224 — Veterinary Voice: Pyometra is an Emergency

Veterinary Voice (6)

Pyometra is a life threatening disease

Pyometra is a severe bacterial infection with accumulation of pus within the uterus. Though it often occurs with middle-aged or older unspayed females, younger dogs are sometimes affected. Pyometra most commonly develops a few weeks after a heat cycle. The condition results from hormonal changes that decrease the normal resistance to infection. As a result, bacteria enter the fluid in the uterus and large volumes of pus can accumulate.

Signs of Pyometra include loss of appetite, excessive thirst and urination, lethargy, and/or vomiting. Sometimes, there is a vaginal discharge. The disease may develop very slowly over several weeks.

This condition often requires emergency surgery, provided the animal is stable. Surgery consists of removing both ovaries and uterus, which not only corrects the condition, but also eliminates bothersome heat cycles. Because the patient is ill and the uterus is infected, the surgery is more complicated and carries a higher risk than a routine spay. Ultrasound and blood tests are useful in both diagnosing and evaluating surgical risk. Post-operative treatment includes antibiotics and intravenous fluids.

For dogs who are in a breeding program, Dr.  Marty Greer, DVM provides information in the podcast about medical management that may avoid the spay surgery.


From Dr. Greer…. “Your pet has presented with a condition called pyometra, or a uterine infection. These can be life-threatening, and most cases will not resolve without surgery. Pyometra usually occurs 1-5 weeks after the last heat cycle. In this illness, the uterus has filled up with pus (white blood cells and bacteria) and is at risk for rupturing if not treated immediately.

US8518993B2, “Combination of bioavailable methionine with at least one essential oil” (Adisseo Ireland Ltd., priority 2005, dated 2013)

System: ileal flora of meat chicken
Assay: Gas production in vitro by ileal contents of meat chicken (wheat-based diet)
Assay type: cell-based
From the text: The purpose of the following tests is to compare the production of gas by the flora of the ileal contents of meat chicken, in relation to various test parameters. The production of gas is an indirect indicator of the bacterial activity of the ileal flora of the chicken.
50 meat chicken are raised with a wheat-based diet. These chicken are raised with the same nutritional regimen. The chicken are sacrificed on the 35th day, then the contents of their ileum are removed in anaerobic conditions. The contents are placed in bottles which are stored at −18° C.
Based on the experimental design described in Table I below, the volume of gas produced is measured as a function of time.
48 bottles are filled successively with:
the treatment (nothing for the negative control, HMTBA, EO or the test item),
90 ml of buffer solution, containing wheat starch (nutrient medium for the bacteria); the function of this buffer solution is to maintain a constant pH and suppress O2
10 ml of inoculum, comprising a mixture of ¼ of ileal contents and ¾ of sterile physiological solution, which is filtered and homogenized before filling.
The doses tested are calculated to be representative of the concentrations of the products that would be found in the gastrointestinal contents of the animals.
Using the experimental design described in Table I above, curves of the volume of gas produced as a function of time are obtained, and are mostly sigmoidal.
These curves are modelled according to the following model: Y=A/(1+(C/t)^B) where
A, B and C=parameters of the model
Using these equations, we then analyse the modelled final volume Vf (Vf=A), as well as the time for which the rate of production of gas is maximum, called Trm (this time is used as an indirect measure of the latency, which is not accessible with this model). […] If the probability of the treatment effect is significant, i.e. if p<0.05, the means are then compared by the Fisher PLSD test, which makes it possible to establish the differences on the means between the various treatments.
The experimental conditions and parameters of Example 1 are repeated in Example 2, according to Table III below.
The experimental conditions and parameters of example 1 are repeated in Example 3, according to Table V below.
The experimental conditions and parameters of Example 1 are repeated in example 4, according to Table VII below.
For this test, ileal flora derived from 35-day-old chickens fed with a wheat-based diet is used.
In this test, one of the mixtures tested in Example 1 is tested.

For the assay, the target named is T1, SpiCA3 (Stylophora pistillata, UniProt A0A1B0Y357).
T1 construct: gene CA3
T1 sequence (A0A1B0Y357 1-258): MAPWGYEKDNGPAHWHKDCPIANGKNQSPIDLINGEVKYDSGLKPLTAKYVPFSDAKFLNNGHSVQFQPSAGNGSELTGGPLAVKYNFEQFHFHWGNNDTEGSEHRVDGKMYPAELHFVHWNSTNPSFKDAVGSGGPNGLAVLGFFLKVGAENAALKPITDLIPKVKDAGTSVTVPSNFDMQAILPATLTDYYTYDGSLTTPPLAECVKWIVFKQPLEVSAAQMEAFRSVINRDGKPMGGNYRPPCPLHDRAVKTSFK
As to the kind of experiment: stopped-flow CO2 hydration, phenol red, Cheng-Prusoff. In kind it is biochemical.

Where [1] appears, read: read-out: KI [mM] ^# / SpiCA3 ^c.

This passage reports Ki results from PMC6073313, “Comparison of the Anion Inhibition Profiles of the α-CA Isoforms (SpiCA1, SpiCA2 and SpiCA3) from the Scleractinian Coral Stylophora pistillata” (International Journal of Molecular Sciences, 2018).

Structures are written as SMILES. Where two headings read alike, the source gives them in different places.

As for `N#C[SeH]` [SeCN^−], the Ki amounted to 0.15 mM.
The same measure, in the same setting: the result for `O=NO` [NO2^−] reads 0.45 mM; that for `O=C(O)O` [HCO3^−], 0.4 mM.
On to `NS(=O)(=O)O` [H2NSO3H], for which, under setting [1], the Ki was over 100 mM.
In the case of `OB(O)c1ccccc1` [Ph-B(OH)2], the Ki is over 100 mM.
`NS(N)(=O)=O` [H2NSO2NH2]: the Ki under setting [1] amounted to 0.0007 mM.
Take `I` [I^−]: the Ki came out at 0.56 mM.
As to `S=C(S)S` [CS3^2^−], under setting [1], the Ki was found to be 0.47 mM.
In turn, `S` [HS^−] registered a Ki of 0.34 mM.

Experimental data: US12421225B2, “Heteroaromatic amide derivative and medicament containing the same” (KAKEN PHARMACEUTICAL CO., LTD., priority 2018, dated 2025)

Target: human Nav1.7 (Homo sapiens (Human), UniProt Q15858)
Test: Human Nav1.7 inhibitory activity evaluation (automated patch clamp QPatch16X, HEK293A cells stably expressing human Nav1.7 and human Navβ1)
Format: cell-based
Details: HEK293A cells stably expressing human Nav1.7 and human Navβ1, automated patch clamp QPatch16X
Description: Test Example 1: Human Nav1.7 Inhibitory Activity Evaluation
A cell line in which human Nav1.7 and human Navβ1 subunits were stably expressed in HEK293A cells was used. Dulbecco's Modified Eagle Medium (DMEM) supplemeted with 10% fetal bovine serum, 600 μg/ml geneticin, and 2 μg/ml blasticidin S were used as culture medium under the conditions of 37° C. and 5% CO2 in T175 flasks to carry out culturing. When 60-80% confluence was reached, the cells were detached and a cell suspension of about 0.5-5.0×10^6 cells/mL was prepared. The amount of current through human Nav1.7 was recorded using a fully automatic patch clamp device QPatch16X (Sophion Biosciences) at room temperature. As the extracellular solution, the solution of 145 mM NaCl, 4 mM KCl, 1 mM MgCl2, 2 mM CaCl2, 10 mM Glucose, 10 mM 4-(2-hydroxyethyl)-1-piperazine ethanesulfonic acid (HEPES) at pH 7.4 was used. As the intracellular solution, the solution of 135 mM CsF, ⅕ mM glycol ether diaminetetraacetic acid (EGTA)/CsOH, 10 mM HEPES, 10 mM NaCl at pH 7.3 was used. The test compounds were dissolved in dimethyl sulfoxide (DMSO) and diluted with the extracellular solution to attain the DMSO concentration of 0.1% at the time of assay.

Prior to surgery, we will stabilize your pet with intravenous fluids, antibiotics, and pain medications. Most patients with pyometra are very sick – with either a very high or very low white blood cell count, fever, dehydration, a low blood sugar, and vomiting and diarrhea. As soon as your pet is able to tolerate anesthesia, we will start surgery to remove the uterus.

Your pet will be in the hospital for at least 2-5 days, depending on how she does during surgery and afterwards. It is important to know the possible complications of pyometra surgery. These include:

  1. Peritonitis is the most common. This means infection within the abdomen. It is treated with antibiotics, IV fluids, and may require additional surgery and drainage.
  2. Rupture of uterus in surgery. The uterus is often very thin and easily damaged. It is possible that it can rupture during surgery, spilling pus into the abdomen. This can prolong the hospitalization for several days.
  3. Aspiration pneumonia. Fluid and food sometimes bubble up into the throat and mouth during surgery. This can be inhaled into the lungs, leading to pneumonia. Every precaution is taken to avoid this, but it still happens in some cases.
  4. Sepsis, systemic inflammatory response syndrome, acute respiratory distress syndrome (ARDS), and disseminated intravascular coagulation can also occur before, during, or after surgery. These are uncommon complications in which the white blood cell count drops, the patient develops or continues to have a fever, sometimes develops difficulty breathing and difficulty with normal blood clotting. These are not common but can occur. If they do, very aggressive treatment must be undertaken to save your pet and can significantly prolong hospitalization and lead to death.
  5. Acute kidney failure can occur before, during, or after surgery. This is not a common complication but can happen. Often patients will also have a urinary tract infection. 
Once your pet is stable, eating, comfortable and able to take oral medications, discharge home can be discussed with the doctor. 


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